|Publication number||US4644159 A|
|Application number||US 06/583,535|
|Publication date||17 Feb 1987|
|Filing date||24 Feb 1984|
|Priority date||24 Feb 1983|
|Publication number||06583535, 583535, US 4644159 A, US 4644159A, US-A-4644159, US4644159 A, US4644159A|
|Original Assignee||Asahi Kogaku Kogyo Kabushiki Kaisha|
|Export Citation||BiBTeX, EndNote, RefMan|
|Patent Citations (3), Referenced by (19), Classifications (13), Legal Events (4)|
|External Links: USPTO, USPTO Assignment, Espacenet|
The present invention relates to an image reading device. More particularly, the invention relates to the mounting structure of a photoelectric conversion device used for converting an optical image into an electrical signal.
In an image reading device of the same general type to which the invention pertains, which may be employed in a facsimile transmitter, laser beam printer, copying machine or the like, in general, a slit-shaped light beam reflected from an illuminated object is applied through an image forming lens to a photoelectric conversion element, the output of which is an electrical signal representing the image. In a conventional image reading device, various components of the optical system, such as an optical path changing mirror, an image forming lens, and a photoelectric conversion element, are fixedly mounted on the mounting surface of the image reading device body. These elements are individually adjusted in position. FIG. 1 shows the above-described conventional device.
In FIG. 1, reference numeral 11 designates the body of the image reading device, and reference numeral 12 a mounting surface of the body. The holding frame 14 of an optical path changing mirror 13, the holding frame 16 of an image forming lens 15, and the support 18 of a photoelectric conversion element 17 are secured to the mounting surface 12 with screws 19. A dust-collecting filter 20 is also held by the holding frame 14. A slit-shaped reflected light beam, which is perpendicular to the surface of the figure at the point A, of an image 21 is applied through the filter 20 to the optical path changing mirror 13, and is then applied through the lens 15 to the photoelectric conversion element 17. In FIG. 1, reference number 22 designates a light source for illuminating the object 21 to be read, which may be a document of any kind. The image reading device body 11 operates to process the electrical signal representing the image of the object 21 produced by the photoelectric conversion element 17, and to provide other signals for various purposes. Further details of the image reading device are determined by its particular application, namely, in a laser beam printer, copying machine, etc.
In the conventional device, the holding frames 14 and 16 and the support 18 are individually secured to the mounting surface 12. Therefore, the conventional device suffers from a drawback in it is difficult to position and maintain the position of the various components of the device with high accuracy. Also, since the optical path changing mirror 13, the image forming lens 15 and the photoelectric conversion element 17 are exposed, stray ambient light (other than the reflected light beam) may reach the photoelectric conversion element 17, thus adversely affect the image signal. Still further, another problem is that dust is liable to stick to these components.
A primary object of the invention is therefore to eliminate the above-described difficulties accompanying a conventional image reading device.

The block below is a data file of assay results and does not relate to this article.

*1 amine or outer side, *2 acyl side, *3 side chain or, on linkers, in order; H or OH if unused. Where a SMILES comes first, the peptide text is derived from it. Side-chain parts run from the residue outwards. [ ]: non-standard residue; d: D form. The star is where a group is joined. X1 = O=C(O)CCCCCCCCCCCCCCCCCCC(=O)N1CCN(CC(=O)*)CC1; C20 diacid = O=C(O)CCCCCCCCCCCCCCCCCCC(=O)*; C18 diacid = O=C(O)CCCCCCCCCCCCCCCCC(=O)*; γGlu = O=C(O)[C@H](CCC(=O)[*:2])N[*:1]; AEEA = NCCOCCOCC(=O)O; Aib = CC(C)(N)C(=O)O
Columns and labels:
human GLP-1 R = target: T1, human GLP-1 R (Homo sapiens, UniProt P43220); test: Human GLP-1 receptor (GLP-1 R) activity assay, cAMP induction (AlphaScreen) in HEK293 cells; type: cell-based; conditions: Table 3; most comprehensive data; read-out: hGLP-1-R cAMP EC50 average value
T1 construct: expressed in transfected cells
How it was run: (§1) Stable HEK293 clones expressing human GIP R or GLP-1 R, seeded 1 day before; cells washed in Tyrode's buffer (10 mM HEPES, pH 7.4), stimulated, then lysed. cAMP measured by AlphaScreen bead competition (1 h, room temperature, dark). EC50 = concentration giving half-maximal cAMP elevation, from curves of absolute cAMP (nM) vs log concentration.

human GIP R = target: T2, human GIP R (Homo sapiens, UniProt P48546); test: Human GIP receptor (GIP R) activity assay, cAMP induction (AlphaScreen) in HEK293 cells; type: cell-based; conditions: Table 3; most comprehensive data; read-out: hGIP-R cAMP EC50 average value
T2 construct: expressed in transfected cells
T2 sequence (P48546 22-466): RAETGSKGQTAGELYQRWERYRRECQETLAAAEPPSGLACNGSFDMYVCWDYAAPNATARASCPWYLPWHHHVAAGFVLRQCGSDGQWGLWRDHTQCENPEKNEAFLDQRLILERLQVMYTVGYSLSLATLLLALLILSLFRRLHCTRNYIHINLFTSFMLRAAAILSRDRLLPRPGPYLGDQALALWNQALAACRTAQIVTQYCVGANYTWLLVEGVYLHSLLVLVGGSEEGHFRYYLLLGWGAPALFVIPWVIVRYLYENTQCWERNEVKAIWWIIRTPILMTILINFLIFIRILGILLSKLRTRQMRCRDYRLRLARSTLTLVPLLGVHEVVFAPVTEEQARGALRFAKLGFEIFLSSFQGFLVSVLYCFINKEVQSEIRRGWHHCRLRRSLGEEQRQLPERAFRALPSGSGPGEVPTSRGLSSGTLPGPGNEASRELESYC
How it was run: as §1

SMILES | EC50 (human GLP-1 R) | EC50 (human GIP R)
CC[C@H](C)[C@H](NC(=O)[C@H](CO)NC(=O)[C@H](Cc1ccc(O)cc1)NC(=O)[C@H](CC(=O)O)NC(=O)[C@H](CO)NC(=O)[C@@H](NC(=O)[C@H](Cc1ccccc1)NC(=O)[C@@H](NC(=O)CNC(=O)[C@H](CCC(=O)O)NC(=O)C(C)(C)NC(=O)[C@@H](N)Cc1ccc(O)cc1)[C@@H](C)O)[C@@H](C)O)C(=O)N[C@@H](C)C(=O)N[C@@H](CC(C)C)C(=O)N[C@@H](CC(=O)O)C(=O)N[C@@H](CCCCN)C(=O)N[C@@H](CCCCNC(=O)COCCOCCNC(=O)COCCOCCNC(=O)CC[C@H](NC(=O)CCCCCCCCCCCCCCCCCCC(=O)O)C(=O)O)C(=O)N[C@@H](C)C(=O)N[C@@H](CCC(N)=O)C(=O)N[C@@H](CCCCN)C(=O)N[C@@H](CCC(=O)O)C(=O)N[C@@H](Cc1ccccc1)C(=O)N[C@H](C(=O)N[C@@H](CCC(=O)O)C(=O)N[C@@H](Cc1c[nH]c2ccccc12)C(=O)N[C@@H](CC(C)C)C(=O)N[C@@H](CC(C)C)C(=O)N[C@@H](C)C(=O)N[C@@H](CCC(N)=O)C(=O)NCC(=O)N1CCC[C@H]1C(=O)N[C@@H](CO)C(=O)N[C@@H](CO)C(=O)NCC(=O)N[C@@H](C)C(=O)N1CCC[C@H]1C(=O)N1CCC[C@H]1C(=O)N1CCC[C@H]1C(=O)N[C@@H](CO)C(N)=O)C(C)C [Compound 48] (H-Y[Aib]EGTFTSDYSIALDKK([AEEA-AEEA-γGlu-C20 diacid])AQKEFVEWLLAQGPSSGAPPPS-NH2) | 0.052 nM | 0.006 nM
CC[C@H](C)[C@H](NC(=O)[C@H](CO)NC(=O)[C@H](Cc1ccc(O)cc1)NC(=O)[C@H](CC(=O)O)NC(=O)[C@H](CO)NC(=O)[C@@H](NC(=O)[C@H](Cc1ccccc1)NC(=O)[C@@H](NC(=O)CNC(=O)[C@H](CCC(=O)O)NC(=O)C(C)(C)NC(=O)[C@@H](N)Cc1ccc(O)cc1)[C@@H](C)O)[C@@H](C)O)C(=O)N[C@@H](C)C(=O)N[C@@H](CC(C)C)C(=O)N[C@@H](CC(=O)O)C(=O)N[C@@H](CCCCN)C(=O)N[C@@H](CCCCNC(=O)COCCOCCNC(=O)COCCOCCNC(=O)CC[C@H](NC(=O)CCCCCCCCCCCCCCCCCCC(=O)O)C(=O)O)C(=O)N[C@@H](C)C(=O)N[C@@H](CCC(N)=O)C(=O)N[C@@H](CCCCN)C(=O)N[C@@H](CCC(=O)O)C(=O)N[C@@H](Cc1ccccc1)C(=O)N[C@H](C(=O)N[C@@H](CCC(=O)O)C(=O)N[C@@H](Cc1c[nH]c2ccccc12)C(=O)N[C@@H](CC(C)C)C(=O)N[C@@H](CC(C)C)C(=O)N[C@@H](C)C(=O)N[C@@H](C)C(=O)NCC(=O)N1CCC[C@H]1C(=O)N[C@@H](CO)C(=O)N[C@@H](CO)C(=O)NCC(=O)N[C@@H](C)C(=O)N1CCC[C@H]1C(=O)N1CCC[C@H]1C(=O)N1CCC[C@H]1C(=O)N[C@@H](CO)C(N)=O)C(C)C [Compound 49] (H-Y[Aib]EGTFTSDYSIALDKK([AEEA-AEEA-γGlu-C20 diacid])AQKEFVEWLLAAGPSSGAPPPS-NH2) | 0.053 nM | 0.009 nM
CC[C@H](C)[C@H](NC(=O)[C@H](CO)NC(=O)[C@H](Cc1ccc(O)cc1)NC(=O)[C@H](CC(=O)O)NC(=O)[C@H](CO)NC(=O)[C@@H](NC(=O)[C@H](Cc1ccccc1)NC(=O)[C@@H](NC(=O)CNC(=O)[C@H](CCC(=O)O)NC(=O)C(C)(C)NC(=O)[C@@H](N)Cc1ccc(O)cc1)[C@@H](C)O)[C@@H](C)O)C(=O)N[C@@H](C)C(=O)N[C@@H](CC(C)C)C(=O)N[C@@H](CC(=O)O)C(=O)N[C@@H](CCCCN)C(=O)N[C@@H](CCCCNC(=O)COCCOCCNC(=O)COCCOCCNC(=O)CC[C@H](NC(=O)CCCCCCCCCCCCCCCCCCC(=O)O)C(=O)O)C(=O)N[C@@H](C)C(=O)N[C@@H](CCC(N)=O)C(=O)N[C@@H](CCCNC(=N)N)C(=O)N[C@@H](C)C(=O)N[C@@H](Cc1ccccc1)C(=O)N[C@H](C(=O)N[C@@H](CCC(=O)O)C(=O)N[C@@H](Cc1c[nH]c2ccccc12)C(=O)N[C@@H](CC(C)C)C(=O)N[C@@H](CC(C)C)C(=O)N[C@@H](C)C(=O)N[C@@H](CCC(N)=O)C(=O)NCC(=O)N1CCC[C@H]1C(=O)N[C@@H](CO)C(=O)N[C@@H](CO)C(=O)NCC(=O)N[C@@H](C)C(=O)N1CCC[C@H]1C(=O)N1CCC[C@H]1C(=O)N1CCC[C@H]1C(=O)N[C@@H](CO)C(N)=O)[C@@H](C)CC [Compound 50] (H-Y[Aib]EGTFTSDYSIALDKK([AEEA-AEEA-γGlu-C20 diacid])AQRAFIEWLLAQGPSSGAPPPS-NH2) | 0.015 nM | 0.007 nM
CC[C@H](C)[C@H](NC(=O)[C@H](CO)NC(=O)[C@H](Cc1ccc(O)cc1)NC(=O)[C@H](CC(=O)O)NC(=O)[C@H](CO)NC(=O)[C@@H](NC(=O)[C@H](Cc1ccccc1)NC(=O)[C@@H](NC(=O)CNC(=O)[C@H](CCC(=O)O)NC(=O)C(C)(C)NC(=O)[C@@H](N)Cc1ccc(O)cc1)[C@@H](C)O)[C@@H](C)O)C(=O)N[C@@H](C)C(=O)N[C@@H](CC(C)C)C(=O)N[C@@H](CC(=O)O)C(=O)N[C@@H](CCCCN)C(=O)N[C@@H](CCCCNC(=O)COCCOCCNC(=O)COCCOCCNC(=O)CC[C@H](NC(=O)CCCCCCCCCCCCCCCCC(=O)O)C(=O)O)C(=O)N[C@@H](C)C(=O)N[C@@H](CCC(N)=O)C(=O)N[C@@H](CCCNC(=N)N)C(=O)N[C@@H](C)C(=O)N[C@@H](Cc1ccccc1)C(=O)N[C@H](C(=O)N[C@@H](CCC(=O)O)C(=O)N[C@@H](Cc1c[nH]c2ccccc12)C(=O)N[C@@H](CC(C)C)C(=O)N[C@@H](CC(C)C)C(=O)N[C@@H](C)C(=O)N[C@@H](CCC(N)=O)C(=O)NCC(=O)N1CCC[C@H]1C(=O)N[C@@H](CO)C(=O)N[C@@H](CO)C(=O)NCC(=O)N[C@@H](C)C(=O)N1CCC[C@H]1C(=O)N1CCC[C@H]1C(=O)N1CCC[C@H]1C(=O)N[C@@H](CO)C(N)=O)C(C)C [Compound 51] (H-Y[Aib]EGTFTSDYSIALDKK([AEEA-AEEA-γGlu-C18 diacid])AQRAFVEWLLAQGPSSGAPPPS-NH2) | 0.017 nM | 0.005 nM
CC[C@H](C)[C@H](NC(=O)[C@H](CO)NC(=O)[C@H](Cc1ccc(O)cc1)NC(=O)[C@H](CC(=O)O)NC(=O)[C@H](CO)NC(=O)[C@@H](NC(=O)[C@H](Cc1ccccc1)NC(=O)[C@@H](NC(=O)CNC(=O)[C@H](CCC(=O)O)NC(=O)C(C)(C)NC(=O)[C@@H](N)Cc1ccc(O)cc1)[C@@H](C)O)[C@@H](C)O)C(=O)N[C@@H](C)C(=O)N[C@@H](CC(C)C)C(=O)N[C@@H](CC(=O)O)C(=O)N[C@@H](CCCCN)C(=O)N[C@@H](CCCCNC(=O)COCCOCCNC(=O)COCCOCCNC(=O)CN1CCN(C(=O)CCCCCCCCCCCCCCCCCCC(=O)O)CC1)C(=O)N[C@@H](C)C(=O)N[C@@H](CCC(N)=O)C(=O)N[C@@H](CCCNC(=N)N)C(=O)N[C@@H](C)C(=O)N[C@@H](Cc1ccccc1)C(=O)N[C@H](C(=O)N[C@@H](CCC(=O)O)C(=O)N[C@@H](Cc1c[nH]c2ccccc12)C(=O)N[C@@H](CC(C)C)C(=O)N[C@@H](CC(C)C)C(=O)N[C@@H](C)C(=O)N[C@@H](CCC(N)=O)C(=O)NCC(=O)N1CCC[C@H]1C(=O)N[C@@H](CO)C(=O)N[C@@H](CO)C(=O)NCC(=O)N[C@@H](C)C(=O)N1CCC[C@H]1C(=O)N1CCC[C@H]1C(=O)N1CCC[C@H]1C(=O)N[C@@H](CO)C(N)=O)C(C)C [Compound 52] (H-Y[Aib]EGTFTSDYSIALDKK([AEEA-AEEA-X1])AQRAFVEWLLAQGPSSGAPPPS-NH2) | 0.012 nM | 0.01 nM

In accordance with the above and other objects, an image reading device according to the invention is provided in which an optical system for applying a light beam reflected from an object to be read to a photoelectric conversion element and the photoelectric conversion element are fixedly secured to a single supporting frame in a predetermined positional relationship, and the supporting frame is detachably mounted on the mounting surface. The supporting frame may be a closed frame so as to prevent the entrance of harmful stray light.
FIG. 1 is a longitudinal cross-sectional view showing an example of a conventional image reading device;
FIG. 2 is a longitudinal cross-sectional view showing an example of an image reading device according to the invention;
FIG. 3 is a view taken in the direction of an arrow III in FIG. 2;
FIG. 4 is a cross-sectional view taken along a line IV--IV in FIG. 2; and
FIG. 5 is a perspective view showing essential components of the device of the invention used for a description of the effect of a light shielding plate.
A preferred embodiment of the invention will be described with reference to FIGS. 2 through 5. In these figures, an image reading device body 11, a mounting surface 12, an optical path changing mirror 13, an image forming lens 15, a photoelectric conversion element 17, and a filter 20 are similar to those of the conventional device which has been described with reference to FIG. 1. Specific features of the invention are that, of these components, the optical components, namely, the filter 20, the mirror 13, the lens 15 and the element 17, are fixedly secured to a single supporting frame 23 in such a manner that they are in a predetermined positional relationship, and that the supporting frame 23 is fixedly secured to the mounting surface 12 with positioning pins 24 and screws 26 inserted into mounting holes. The photoelectric conversion element 17 is fixedly secured to a supporting plate 23a, which in turn is secured to the supporting frame 23. The positioning pins 24 extend from the supporting frame 23. The mounting surface 12 has positioning holes 27 into which the pins 24 of the supporting frame 23 are inserted.
The supporting frame 23 is a closed frame which has an opening in which the filter 20 is mounted and an opening which is covered by the mounting surface 12. Accordingly, light can enter the supporting frame 23 only through the filter. The inner surface of the supporting frame 23 is made nonreflective.
The supporting frame 23 of the device is mounted on the mounting surface 12 by positioning pins 24 inserted into the positioning holes 27 in the mounting surface 12. The fixing screws 26 are inserted into the mounting holes 25 and are then screwed into threaded holes in the mounting surface 12. Since the filter 20, the mirror 13, the lens 15 and the element 17 have been fixedly secured to the supporting frame 23 in the desired positional relationship, and the position of the supporting frame 23 has been determined by the positioning pins 24 and the positioning holes 27, the optical system of the device can be readily assembled with high accuracy without the need for separate adjustment of the positions of these components.